If you care more about staying in your community and retaining independence for as long as possible than about remaining in your current home, then selling it might be a better option. Some homes, especially older ones, are simply too cost prohibitive to modify to the level that will be best for you in your 80s. Selling your home and buying one specifically built for future mobility issues may help you retain independence for longer than staying in a home with narrow doorways and four floors that would be impossible to make wheelchair accessible.

How do I get approved for a home equity loan?

To get approved for a home equity loan, you’ll need all of the things that you would need for a standard loan: decent credit, a low debt-to-income (DTI) ratio, and proven income high enough to pay back the loan. You’ll also need a minimum of 10% equity in your home, although most lenders will require 15% or more.

Is a home equity loan or a reverse mortgage better for remodeling?

Deciding between a home equity loan and a reverse mortgage is quite easy. If you can get approved for a home equity loan and will have the funds to pay it back, then you will retain ownership of your home, allowing you to pass it down to your heirs and still have the option to take out a reverse mortgage later. Reverse mortgages typically have much higher fees, which means that you get less actual cash for the same amount of hard-earned equity that you built in your home than you would get from a home equity loan.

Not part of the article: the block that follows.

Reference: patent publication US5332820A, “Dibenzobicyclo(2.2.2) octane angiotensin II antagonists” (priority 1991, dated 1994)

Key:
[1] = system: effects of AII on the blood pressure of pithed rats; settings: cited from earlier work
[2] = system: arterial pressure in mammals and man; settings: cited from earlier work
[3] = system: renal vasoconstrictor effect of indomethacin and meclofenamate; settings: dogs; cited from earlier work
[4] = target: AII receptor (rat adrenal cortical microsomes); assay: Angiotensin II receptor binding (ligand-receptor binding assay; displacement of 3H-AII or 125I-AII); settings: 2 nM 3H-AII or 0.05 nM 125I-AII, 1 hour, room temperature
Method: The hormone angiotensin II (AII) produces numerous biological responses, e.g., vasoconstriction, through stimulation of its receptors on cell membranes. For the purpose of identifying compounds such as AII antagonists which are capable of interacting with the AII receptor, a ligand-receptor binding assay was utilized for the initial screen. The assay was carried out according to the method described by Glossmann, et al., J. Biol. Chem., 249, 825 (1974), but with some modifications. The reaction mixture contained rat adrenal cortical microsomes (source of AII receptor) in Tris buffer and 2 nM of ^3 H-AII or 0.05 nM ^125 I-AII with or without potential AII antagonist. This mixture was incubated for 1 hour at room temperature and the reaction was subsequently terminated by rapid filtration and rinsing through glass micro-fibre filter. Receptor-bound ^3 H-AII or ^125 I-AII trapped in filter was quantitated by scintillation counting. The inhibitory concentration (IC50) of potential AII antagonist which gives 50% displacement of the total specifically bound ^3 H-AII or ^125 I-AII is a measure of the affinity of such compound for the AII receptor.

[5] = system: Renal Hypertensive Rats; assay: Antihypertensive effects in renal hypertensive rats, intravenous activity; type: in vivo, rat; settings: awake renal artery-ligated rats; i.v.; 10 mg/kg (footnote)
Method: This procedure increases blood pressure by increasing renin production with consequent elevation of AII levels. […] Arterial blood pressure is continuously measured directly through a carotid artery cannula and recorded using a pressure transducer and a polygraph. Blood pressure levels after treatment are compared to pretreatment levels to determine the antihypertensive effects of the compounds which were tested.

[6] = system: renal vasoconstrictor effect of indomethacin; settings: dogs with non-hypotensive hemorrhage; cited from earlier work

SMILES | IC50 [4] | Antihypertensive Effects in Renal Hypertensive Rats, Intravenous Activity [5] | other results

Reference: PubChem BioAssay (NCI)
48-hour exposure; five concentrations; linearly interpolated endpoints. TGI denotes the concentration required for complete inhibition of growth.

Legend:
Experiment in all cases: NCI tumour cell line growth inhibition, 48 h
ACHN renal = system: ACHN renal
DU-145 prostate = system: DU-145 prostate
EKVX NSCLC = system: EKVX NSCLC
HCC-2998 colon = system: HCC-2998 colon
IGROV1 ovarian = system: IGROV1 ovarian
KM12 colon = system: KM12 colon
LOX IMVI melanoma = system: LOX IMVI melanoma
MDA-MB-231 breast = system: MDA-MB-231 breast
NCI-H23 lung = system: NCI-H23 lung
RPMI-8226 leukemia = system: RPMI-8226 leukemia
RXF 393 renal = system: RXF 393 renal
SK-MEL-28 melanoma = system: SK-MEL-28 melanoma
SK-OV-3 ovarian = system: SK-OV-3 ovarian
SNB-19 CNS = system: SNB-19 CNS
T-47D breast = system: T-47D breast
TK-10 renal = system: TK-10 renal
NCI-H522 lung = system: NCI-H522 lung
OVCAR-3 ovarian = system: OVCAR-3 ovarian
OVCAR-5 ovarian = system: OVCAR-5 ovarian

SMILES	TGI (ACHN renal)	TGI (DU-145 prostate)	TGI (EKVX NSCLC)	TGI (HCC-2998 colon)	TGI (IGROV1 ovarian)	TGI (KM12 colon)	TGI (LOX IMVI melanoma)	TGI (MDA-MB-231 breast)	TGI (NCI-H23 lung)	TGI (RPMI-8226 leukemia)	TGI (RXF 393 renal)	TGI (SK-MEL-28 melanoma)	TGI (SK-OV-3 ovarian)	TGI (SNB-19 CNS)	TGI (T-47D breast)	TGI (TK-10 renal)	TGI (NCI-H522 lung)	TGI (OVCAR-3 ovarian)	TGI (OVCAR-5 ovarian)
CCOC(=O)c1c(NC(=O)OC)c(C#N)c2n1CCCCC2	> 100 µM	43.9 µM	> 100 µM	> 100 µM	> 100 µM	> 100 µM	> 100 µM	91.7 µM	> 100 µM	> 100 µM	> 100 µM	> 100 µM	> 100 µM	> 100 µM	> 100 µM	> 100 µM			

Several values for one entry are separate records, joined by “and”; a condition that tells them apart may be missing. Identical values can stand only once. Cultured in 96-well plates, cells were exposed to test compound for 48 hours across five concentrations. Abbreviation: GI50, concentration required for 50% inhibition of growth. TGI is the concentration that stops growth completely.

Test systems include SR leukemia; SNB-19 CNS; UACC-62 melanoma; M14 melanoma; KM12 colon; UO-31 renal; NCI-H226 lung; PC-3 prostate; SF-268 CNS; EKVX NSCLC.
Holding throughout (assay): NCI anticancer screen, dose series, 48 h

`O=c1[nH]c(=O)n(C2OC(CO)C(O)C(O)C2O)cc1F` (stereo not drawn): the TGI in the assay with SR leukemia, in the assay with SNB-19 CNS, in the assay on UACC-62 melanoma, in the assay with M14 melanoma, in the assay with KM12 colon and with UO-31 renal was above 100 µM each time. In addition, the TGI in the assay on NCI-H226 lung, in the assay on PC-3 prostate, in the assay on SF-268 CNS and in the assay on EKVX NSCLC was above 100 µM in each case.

What are the risks of a home equity loan?

If you are taking out a home equity loan before you retire, make sure that you estimate your income in retirement and that you’ll be able to pay the loan back, or be sure to pay off the loan before you retire. If you don’t pay the loan back, it will go into default, and you could lose your home. Another risk is that you could become underwater on your loans and become unable to sell your home without a financial loss if you need to move.

The Bottom Line

Aging happens to everyone. Consider the quality of life that you want for your golden years, and make changes now to ensure that you can live the way you want to for as long as possible. Making modifications to age in place doesn’t have to be expensive, but if your home has characteristics that require extensive renovations, then a home equity loan is a way to fund those changes. Make sure that you’ll be able to pay the loan back before taking one out, and check to see what grants are available in your area.

Article Sources
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  1. AARP. “Despite Pandemic, Percentage of Older Adults Who Want to Age in Place Stays Steady.”

  2. Cleveland Clinic, Health Essentials. “Aging in Place Modifications to Help Older Adults.”

  3. U.S. Department of Housing and Urban Development. “Older Adult Homes Modification Program.”

  4. U.S. Bank. “Home Equity Rate and Payment Calculator.”

  5. Discover, Home Loans. “What Loan to Value Ratio Means for Home Equity Loans.”

  6. U.S. Department of Housing and Urban Development. “Home Equity Conversion Mortgages for Seniors.”

  7. Consumer Financial Protection Bureau. “What Is a Home Equity Loan?